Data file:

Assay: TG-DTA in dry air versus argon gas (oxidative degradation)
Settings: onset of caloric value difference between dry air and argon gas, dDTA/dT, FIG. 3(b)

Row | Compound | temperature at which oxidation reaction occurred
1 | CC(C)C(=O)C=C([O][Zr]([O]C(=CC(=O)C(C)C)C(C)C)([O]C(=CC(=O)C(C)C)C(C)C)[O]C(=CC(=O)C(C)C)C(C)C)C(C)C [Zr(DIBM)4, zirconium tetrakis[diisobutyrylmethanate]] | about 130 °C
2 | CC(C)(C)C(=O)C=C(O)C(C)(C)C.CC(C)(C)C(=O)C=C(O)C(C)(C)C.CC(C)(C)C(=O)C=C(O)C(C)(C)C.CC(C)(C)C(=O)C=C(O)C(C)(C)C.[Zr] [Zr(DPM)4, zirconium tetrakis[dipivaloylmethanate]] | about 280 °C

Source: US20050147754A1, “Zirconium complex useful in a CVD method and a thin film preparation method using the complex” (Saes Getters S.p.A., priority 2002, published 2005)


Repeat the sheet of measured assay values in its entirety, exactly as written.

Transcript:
Assay: TG-DTA in dry air versus argon gas (oxidative degradation)
Settings: onset of caloric value difference between dry air and argon gas, dDTA/dT, FIG. 3(b)

Row | Compound | temperature at which oxidation reaction occurred
1 | CC(C)C(=O)C=C([O][Zr]([O]C(=CC(=O)C(C)C)C(C)C)([O]C(=CC(=O)C(C)C)C(C)C)[O]C(=CC(=O)C(C)C)C(C)C)C(C)C [Zr(DIBM)4, zirconium tetrakis[diisobutyrylmethanate]] | about 130 °C
2 | CC(C)(C)C(=O)C=C(O)C(C)(C)C.CC(C)(C)C(=O)C=C(O)C(C)(C)C.CC(C)(C)C(=O)C=C(O)C(C)(C)C.CC(C)(C)C(=O)C=C(O)C(C)(C)C.[Zr] [Zr(DPM)4, zirconium tetrakis[dipivaloylmethanate]] | about 280 °C

Source: US20050147754A1, “Zirconium complex useful in a CVD method and a thin film preparation method using the complex” (Saes Getters S.p.A., priority 2002, published 2005)